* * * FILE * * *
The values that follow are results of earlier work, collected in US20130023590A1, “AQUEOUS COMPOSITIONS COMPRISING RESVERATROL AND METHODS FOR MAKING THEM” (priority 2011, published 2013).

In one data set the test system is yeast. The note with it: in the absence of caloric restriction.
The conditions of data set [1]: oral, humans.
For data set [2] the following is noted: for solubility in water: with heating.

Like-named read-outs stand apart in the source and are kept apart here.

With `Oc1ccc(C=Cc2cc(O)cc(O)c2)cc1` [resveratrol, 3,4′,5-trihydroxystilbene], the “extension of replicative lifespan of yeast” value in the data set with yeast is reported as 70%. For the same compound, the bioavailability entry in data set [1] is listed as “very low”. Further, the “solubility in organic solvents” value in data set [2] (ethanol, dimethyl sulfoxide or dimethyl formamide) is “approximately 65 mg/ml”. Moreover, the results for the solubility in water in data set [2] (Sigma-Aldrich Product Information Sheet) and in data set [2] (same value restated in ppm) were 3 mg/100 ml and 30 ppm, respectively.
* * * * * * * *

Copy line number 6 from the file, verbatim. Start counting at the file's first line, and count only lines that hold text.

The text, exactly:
With `Oc1ccc(C=Cc2cc(O)cc(O)c2)cc1` [resveratrol, 3,4′,5-trihydroxystilbene], the “extension of replicative lifespan of yeast” value in the data set with yeast is reported as 70%. For the same compound, the bioavailability entry in data set [1] is listed as “very low”. Further, the “solubility in organic solvents” value in data set [2] (ethanol, dimethyl sulfoxide or dimethyl formamide) is “approximately 65 mg/ml”. Moreover, the results for the solubility in water in data set [2] (Sigma-Aldrich Product Information Sheet) and in data set [2] (same value restated in ppm) were 3 mg/100 ml and 30 ppm, respectively.